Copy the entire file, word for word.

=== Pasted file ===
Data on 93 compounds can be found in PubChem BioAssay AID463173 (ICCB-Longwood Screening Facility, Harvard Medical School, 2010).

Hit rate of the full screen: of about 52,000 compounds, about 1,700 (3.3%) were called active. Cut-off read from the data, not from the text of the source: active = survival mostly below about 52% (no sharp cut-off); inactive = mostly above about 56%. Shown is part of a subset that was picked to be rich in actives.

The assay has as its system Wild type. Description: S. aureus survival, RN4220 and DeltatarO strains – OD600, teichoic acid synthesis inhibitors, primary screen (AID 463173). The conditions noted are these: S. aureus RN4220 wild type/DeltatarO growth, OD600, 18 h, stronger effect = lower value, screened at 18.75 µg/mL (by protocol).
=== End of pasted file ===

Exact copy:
Data on 93 compounds can be found in PubChem BioAssay AID463173 (ICCB-Longwood Screening Facility, Harvard Medical School, 2010).

Hit rate of the full screen: of about 52,000 compounds, about 1,700 (3.3%) were called active. Cut-off read from the data, not from the text of the source: active = survival mostly below about 52% (no sharp cut-off); inactive = mostly above about 56%. Shown is part of a subset that was picked to be rich in actives.

The assay has as its system Wild type. Description: S. aureus survival, RN4220 and DeltatarO strains – OD600, teichoic acid synthesis inhibitors, primary screen (AID 463173). The conditions noted are these: S. aureus RN4220 wild type/DeltatarO growth, OD600, 18 h, stronger effect = lower value, screened at 18.75 µg/mL (by protocol).